Parents Using High Tech to Keep Track of Kids

Excerpts from Associated Press story:

The Schmidts use a service called Teen Arrive Alive, one of a few companies
that work with Nextel wireless phones and a tracking service from uLocate
Communications Inc. [This lets parents track where their children are driving and how fast.]

Other devices that track on-the-go kids include the Wherifone, a specialized
locator phone that uses the Global Positioning System, and the CarChip, a device
about the size of two nine-volt batteries stacked together that, installed in a
vehicle, monitors speed, distance and driving habits.

Interest in the United States is growing quickly, as it already has in other
countries Â? Canada and the United Kingdom included. Teen Arrive Alive, which
began offering its tracking service in May 2004, now has subscribers in every
state and is particularly popular in the South and the East, company officials
say.

These days, it’s just one way technology is helping parents monitor their
kids.

Georgia-based Mealpay.com began two years ago, for instance, as a way for
parents to electronically prepay school lunches. Now Â? at the request of some
parents Â? the service allows them to monitor what kids order in the
cafeteria.

Meanwhile, Boston-based MobileLime allows teens to use a cell phone to buy
items at fast-food restaurants, grocery stores and other participating
retailers. The cell phone is linked to a credit or prepaid card, so parents can
check.

Then there’s “alerts” from U.K.-based Langtree SkillsCenter Ltd. Parents are
notified by text message, e-mail or phone whether a student has shown up for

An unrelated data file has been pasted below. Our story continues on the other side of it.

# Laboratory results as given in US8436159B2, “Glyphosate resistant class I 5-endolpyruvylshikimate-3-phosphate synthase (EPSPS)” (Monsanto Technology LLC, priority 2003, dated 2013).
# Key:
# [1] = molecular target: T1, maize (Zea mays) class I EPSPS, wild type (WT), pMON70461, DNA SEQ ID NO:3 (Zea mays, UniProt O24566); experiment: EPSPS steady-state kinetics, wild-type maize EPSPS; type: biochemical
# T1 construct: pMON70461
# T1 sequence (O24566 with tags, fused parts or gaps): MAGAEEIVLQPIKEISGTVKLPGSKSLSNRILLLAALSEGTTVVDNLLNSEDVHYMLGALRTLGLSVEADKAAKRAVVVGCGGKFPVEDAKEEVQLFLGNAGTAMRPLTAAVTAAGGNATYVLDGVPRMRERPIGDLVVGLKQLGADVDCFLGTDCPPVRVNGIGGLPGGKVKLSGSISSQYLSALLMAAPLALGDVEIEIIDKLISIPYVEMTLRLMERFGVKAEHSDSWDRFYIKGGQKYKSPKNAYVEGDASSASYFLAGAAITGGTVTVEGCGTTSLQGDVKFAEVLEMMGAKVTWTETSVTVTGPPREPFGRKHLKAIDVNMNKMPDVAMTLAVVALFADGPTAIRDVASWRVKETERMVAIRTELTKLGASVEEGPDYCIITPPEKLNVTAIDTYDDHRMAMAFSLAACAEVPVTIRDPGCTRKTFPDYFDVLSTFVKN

class and can get progress reports (good and bad) on schoolwork. Just starting
up, the company has signed about 10 U.K. schools so far and is expanding to the
United States.

Beginning as early as the introduction of the automobile and telephone,
new technology has let children escape the watchcare of their parents.
They could go places and talk to people without their parents knowing.
How many teens have made major life-changing mistakes because they were
empowered to go places and do things because of an automobile, but they
weren’t old enough to use good judgement?

I know some youth will be troubled to think that their parents can use
technology to track their movements, speed, and behavior (online or in
school, for example), but since when do children have the right to go
wherever they want as fast as they want, and do whatever they want?

Especially in a day when courts are holding parents liable for their children’s criminal behavior (here’s a link about Texas law),
parents have the right to use technology to help them in their parental
role. Of course, parents may also misuse technology and it may
backfire. They may go too far using threats and penalties as they try
to “control” their children’s behavior, instead of the better
approaching of loving them, communicating with them, and rewarding them
for their good behavior.

There is great power in text messaging an “i love you” message on a
cell phone, for example. I think we need to mix the parental monitoring
with parental messages of love, if we want this new high tech parenting
to work.

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One Comment

  1. First of all, I think that the whole tracking idea is great when it is warranted. If you have a problem teen like me it gives great peace of mind. Or Not. I also believe that the power of these devices can be abused. If you use it just to be nosey and you have had no reason to track your child, Shame, Shame, Shame. I bought my gps from http://www.gpsteentracking.com after a whole lot of investigating. Theirs did’t have any monthly fees and was fairly price. Now I just use it as a deterrent since I have confronted my daughter several times with the tracking data. I think that the deterrent is the best value of the whole thing. Anyway, thats my 2cents.

    Jay

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